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The U.S. military in Japan on Friday announced that all arriving Status of Forces Agreement (SOFA) personnel must undergo mandatory COVID-19 testing prior to release from 14 days of quarantine.

The shift in policy comes amid an ongoing outbreak at American bases in Okinawa Prefecture, where the U.S. Marine Corps reported another 41 coronavirus infections Friday, bringing the total infections among the military there to 201 since the July 4 weekend.

The latest cases included 27 at U.S. Marine Corps Air Station Futenma in the city of Ginowan and 14 at Camp Hansen in the town of Kin.

As for the new testing requirement, U.S. Forces Japan said the policy, which took effect for those entering Japan from Friday, applies to all SOFA-status personnel, including military, civilians, families and contractors, upon arrival in the country.

Prior to the new policy, SOFA personnel were required to spend a two-week quarantine period before and after directly entering U.S. bases in Japan aboard military aircraft, chartered planes or other transportation, but did not undergo testing unless they exhibited symptoms of the deadly virus.

Friday’s statement said that personnel arriving at commercial entry points “will continue to undergo tests at their point of entry, as provided by … Japan.”

The U.S. military in Okinawa has moved to become more transparent in releasing information on the outbreak, after Tokyo and the prefectural government pressed for more openness amid the surge in cases on the island.

“Slowing the spread of COVID-19 is critical, and leaders at every level within USFJ take this effort very seriously,” said Col. Robert Firman, Director of Public Affairs for U.S. Forces Japan. “This policy update adds another layer of protection for U.S. forces and our Japanese neighbors, and we will continue to be as transparent as possible as we confront this challenge together.”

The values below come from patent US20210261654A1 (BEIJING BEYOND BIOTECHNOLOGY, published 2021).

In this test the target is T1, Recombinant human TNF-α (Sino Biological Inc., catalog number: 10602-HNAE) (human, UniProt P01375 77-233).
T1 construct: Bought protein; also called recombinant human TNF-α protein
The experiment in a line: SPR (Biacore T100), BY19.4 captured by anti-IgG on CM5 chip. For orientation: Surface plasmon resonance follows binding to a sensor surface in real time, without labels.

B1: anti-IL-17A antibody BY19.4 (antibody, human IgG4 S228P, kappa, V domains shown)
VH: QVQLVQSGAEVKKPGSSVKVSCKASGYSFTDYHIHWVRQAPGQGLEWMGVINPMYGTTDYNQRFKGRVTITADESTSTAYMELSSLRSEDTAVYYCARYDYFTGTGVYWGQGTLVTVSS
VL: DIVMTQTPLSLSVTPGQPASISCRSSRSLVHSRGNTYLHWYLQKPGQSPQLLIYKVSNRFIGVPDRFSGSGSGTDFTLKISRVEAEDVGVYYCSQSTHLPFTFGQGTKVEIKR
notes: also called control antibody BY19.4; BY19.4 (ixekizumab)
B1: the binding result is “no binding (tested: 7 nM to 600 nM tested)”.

The Marine Corps Installations Pacific, which oversees Marines on Okinawa, said that all of the 41 cases announced Friday had been identified via its trace and test process after others had tested positive for the virus

“Most of these individuals have been in quarantine since July 18 and some have been in quarantine since July 12,” it said in a statement.

All of those who tested positive have been moved into isolation, the Marines said, adding that it was continuing to test “large groups of individuals and have been re-testing many” already under quarantine.

The Marine Corps is continuing to prohibit off-base activity for all installations across Okinawa, except for essential needs approved by a commanding officer.

After having drawn attention earlier to “several problems” with the U.S. military’s handling of the outbreak, Defense Minister Taro Kono lauded its representatives Tuesday for “working hard to alleviate worries among residents of (base-hosting) local communities.”

Earlier this month, U.S. Forces Japan again extended a nationwide so-called Public Health Emergency in response to the pandemic. The emergency had been due to end July 14 but will now run through Aug. 13. The declaration was first issued April 15, after an initial order covering only the Kanto region.

Okinawa hosts the bulk of U.S. military forces in the nation. While Tokyo regularly touts the importance of Japan’s security alliance with the United States, many Okinawans associate the bases with a range of problems, including crime and accidents.

Some 50,000 U.S. troops and about as many family members reside in Japan.

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